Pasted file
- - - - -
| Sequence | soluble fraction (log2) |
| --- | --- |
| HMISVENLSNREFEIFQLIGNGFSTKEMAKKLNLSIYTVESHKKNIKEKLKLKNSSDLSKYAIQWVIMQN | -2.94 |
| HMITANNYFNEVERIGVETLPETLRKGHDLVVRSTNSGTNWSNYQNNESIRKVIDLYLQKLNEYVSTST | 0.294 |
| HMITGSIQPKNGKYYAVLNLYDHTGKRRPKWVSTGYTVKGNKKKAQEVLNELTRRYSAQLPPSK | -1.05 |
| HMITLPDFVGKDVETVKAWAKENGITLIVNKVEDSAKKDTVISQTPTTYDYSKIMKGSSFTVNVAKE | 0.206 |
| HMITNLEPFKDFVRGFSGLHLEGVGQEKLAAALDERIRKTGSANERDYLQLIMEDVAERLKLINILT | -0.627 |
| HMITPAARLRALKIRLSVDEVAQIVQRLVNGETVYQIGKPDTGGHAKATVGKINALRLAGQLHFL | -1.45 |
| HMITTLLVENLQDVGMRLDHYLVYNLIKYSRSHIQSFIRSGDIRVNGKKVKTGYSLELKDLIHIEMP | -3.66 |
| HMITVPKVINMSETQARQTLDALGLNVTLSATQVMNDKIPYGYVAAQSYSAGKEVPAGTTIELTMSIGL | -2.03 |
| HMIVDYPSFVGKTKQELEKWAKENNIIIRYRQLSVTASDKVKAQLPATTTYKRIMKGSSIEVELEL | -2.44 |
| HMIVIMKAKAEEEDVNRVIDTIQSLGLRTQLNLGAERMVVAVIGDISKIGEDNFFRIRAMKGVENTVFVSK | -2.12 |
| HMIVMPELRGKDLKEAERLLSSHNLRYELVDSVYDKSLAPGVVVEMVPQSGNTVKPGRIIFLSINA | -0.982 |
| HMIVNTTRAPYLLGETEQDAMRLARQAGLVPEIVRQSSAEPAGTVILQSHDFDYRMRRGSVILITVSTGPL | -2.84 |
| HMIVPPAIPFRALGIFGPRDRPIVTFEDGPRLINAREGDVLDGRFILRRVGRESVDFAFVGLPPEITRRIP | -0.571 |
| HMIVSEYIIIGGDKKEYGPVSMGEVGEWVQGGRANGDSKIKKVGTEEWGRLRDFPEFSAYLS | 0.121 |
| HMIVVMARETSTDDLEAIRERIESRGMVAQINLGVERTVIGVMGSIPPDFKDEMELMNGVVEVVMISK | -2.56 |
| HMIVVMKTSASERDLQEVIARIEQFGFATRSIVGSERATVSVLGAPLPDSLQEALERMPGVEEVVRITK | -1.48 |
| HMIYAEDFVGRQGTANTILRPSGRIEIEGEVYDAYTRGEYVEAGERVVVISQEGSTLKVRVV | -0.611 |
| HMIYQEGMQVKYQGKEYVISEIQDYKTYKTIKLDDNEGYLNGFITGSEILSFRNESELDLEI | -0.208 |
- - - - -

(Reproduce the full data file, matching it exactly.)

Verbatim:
| Sequence | soluble fraction (log2) |
| --- | --- |
| HMISVENLSNREFEIFQLIGNGFSTKEMAKKLNLSIYTVESHKKNIKEKLKLKNSSDLSKYAIQWVIMQN | -2.94 |
| HMITANNYFNEVERIGVETLPETLRKGHDLVVRSTNSGTNWSNYQNNESIRKVIDLYLQKLNEYVSTST | 0.294 |
| HMITGSIQPKNGKYYAVLNLYDHTGKRRPKWVSTGYTVKGNKKKAQEVLNELTRRYSAQLPPSK | -1.05 |
| HMITLPDFVGKDVETVKAWAKENGITLIVNKVEDSAKKDTVISQTPTTYDYSKIMKGSSFTVNVAKE | 0.206 |
| HMITNLEPFKDFVRGFSGLHLEGVGQEKLAAALDERIRKTGSANERDYLQLIMEDVAERLKLINILT | -0.627 |
| HMITPAARLRALKIRLSVDEVAQIVQRLVNGETVYQIGKPDTGGHAKATVGKINALRLAGQLHFL | -1.45 |
| HMITTLLVENLQDVGMRLDHYLVYNLIKYSRSHIQSFIRSGDIRVNGKKVKTGYSLELKDLIHIEMP | -3.66 |
| HMITVPKVINMSETQARQTLDALGLNVTLSATQVMNDKIPYGYVAAQSYSAGKEVPAGTTIELTMSIGL | -2.03 |
| HMIVDYPSFVGKTKQELEKWAKENNIIIRYRQLSVTASDKVKAQLPATTTYKRIMKGSSIEVELEL | -2.44 |
| HMIVIMKAKAEEEDVNRVIDTIQSLGLRTQLNLGAERMVVAVIGDISKIGEDNFFRIRAMKGVENTVFVSK | -2.12 |
| HMIVMPELRGKDLKEAERLLSSHNLRYELVDSVYDKSLAPGVVVEMVPQSGNTVKPGRIIFLSINA | -0.982 |
| HMIVNTTRAPYLLGETEQDAMRLARQAGLVPEIVRQSSAEPAGTVILQSHDFDYRMRRGSVILITVSTGPL | -2.84 |
| HMIVPPAIPFRALGIFGPRDRPIVTFEDGPRLINAREGDVLDGRFILRRVGRESVDFAFVGLPPEITRRIP | -0.571 |
| HMIVSEYIIIGGDKKEYGPVSMGEVGEWVQGGRANGDSKIKKVGTEEWGRLRDFPEFSAYLS | 0.121 |
| HMIVVMARETSTDDLEAIRERIESRGMVAQINLGVERTVIGVMGSIPPDFKDEMELMNGVVEVVMISK | -2.56 |
| HMIVVMKTSASERDLQEVIARIEQFGFATRSIVGSERATVSVLGAPLPDSLQEALERMPGVEEVVRITK | -1.48 |
| HMIYAEDFVGRQGTANTILRPSGRIEIEGEVYDAYTRGEYVEAGERVVVISQEGSTLKVRVV | -0.611 |
| HMIYQEGMQVKYQGKEYVISEIQDYKTYKTIKLDDNEGYLNGFITGSEILSFRNESELDLEI | -0.208 |